The pursuit of a law degree at the University of Cape Town (UCT), depending on one’s academic stream, usually takes about three or four years. Mine played hard to get so it took me five years. Still, on 16 December, 2013, after an educational, emotional, and challenging sojourn in the Kramer Law Faculty I finally ascended the podium in Jameson Hall (after my name was butchered by the Dean) in my billowing black robes which, disappointingly, did not make me feel like Severus Snape and handed my sash to the Registrar. I knelt before the Acting Vice-Chancellor of UCT, Professor Crain Soudien, to be capped. He gave me a firm handshake, congratulated me, and lightly tapped my head with the ceremonial graduation cap. The Registrar then put my sash around my shoulders and I descended from the stage. The whole graduation ceremony was about three hours long; I occupied about ten seconds of the proceedings.
That was it. Ten seconds. Forgive me if I am wrong, but in any other sphere of life, ten seconds is the kind of lap time that usually prompts awkward promises to do better the next time.
“Seriously, this usually does not happen…I swear!” That kind of thing.
Not UCT, though, it rolled over and carried on like nothing had happened. The conveyor belt of graduands clunked, thunked, rattled, and wheezed. One mispronounced name later another graduand climbed the podium. Within 20 seconds two graduates had been produced. Even though I knew that my moment on the podium would be fleeting I still expected the universe to stop and applaud my determined mediocrity. I was graduating from UCT again, goddammit! Why was the world still spinning?
But spin the world did and hastily move on it did, too. The last five years, a catalogue of late nights, frantic essay research, anxious examinations, and desperate attempts to stay awake in lectures, were suddenly over. I was a graduate. No more desperate Hail Marys when summarising voluminous cases; no more droll lectures; no more scrounging for black market notes. No more. It was all finally over.
That was in December. It is January now, and for good (I hope) or ill, I have been unleashed on an unsuspecting world. New career trajectory, new challenges, and new ideas. The victorious finally returns.
And what of law? What of this thing I spent the longest time pursuing?
My reasons for studying law are amorphous even to me. I remember when I enrolled I was motivated by the three primary reasons many people take the tortuous legal road: the prestige; the stable and lucrative career path; and a fair dose of family pressure. Deep beneath my academic fatigue I am sure my motivations are still there but over the years they have morphed along the way. Early on I knew I did not want to practice law; I was never attracted by the prospect of working at a big corporate law firm or fighting the good fight with a financially embattled advocacy office pushing for human rights. Instead, I was interested in the grand design of law; I was attracted by its ubiquitous coercive nature; I was drawn to the transmission of legal cultures and the way ordinary people live within and outside the law. As a writer of stories, I gravitated towards the grand themes of justice, equality, and dignity in South Africa, Africa, and the world as a whole.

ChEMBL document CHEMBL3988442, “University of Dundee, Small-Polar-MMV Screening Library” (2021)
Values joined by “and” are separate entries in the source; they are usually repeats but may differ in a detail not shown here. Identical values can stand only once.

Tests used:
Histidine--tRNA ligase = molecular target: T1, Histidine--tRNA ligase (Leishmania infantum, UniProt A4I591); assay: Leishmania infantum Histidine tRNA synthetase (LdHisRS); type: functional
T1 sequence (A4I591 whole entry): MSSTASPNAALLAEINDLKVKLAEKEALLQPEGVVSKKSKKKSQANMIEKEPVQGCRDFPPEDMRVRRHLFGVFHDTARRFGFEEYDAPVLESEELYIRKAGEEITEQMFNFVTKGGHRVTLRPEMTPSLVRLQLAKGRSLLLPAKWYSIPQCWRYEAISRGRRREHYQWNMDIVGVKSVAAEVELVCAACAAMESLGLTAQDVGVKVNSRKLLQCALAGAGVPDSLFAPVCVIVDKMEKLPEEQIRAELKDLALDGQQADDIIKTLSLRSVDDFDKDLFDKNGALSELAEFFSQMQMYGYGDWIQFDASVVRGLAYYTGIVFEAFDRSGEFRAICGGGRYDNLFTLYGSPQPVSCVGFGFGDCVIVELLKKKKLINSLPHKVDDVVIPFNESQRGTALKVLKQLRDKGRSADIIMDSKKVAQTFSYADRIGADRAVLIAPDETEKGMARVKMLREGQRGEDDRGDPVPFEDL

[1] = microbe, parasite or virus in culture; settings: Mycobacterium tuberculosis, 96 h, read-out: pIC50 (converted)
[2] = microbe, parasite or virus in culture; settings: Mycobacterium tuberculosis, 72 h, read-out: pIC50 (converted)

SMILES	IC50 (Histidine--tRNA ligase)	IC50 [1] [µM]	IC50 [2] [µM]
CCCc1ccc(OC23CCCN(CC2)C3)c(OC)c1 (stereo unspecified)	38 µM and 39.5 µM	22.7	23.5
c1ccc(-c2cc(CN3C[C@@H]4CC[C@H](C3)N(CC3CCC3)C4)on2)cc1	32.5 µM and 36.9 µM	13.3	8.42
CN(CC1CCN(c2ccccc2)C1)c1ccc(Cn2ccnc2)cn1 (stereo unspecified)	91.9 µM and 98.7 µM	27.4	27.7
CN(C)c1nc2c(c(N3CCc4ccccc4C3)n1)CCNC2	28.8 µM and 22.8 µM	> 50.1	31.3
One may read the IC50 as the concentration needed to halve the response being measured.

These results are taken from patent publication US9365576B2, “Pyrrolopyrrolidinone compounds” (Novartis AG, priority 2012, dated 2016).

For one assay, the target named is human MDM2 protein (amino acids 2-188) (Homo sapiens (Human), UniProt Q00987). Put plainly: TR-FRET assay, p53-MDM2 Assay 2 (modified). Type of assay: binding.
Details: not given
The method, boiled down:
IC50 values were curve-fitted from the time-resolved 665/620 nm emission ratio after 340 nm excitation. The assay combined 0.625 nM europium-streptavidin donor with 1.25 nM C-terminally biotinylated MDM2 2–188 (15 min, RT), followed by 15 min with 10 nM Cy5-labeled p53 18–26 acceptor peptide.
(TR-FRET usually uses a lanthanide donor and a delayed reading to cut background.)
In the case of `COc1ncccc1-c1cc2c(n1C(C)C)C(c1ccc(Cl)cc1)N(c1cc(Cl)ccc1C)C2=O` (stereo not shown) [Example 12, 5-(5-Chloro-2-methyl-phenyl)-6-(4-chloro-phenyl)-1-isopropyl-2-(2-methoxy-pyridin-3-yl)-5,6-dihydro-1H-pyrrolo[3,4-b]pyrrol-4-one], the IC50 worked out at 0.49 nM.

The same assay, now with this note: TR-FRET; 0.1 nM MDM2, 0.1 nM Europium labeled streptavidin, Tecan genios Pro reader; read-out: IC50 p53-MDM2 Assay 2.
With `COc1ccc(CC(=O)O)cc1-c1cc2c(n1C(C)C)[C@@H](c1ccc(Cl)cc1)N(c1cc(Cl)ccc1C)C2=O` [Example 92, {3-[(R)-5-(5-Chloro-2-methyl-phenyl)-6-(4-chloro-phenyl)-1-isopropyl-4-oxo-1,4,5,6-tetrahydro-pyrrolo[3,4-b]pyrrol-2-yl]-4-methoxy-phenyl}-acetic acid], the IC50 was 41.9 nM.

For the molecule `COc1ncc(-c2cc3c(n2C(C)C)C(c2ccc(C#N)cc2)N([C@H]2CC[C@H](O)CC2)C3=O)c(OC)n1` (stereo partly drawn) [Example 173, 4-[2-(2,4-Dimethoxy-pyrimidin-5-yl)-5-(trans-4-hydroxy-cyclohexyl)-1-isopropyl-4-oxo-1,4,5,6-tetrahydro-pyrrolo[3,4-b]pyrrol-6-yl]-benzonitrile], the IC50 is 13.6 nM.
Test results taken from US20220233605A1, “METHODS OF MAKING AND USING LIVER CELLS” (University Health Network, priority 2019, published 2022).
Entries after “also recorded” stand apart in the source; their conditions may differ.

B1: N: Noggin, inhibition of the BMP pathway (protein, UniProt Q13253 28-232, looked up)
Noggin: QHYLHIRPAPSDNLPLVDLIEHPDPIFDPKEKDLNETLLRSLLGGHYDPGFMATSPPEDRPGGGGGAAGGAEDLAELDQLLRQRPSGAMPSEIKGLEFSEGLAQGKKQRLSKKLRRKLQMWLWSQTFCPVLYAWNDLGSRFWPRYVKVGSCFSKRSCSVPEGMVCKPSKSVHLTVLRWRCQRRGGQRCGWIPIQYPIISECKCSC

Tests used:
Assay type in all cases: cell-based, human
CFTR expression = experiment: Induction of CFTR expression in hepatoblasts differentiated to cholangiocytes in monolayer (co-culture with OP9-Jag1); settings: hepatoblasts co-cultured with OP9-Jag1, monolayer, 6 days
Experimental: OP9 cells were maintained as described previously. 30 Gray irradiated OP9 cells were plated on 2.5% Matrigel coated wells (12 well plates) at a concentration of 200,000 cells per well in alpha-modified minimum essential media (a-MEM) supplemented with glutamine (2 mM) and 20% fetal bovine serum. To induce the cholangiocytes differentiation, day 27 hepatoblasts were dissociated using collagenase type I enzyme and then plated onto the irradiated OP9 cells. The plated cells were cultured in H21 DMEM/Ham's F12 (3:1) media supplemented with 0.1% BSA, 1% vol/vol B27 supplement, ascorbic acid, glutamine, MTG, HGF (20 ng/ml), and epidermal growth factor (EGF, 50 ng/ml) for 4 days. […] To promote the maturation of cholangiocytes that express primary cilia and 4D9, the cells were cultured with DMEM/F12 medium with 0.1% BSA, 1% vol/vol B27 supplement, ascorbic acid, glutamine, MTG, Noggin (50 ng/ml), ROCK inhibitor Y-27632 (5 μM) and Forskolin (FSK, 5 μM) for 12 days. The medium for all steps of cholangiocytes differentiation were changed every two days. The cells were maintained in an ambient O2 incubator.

Sure, a couple of fields did pique my interest—company law, African customary law, jurisprudence, and criminal law to name a few—but I never considered any of them to be viable career options after graduation. I enjoyed the legal controversies that were poorly covered by mainstream media; I loved the constant interactions of social, political, and economic occurences which resulted in legal reforms, and the obscure, foreign, and forgotten foundations of legal systems which continue to shape the course of everyday human life.
I sat in shock while I read some landmark criminal law judgments and I laughed my way through some sordid divorces (“If you ain’t no chump holler ‘we want prenupts!’”). In African customary law I could see the scars of South Africa’s past and its current problems laid bare; in European Union law I read about models of power that have changed the world forever. I learned all about human rights in constitutional law, and I forgot about them in the law of contract. I read about local problems and international solutions. I was bombarded by the jurisprudential musings of dead philosophers; I saw how political compromises have shaped South Africa’s legal and social order; I learned about writers, reporters, and defamation lawsuits. I learned about poverty and wealth and how the two are shaped and maintained by misguided legal judgments; I also saw the good that the law can achieve when it has a mind to. Most importantly, I recognised the difference between access to the law and enjoyment of the law. (Masters research topic, anyone?)
I learned how to use insofar, notwithstanding, and other boring legalese.
Echoing Lord Steyn’s famous quote in Regina v. Secretary of State For The Home Department, Ex Parte Daly that “in law, context is everything” I found myself paying more attention to the world’s petty annoyances and controversial debates; the language used in legal judgments; and the shifting social framework in which the law operates. Most of all, I saw how ordinary people interacted with the law from the moment they woke up to the moment they slept. I learned about context, the fluffy, hazy, hard, dirty, and confusing thing that shapes the law.
And if context is everything in law, then it is to that context I am headed now with my pen and camera. There are so many stories of a legal and non-legal nature that are calling my name; so many contexts to immerse myself between now and eternity. I do not know what I will find but I hope it will be worth writing about.
Oh, dear, it is 2014 already. Hello, good morning, and goodbye. I really must get going. My next ten seconds of fame are beckoning already.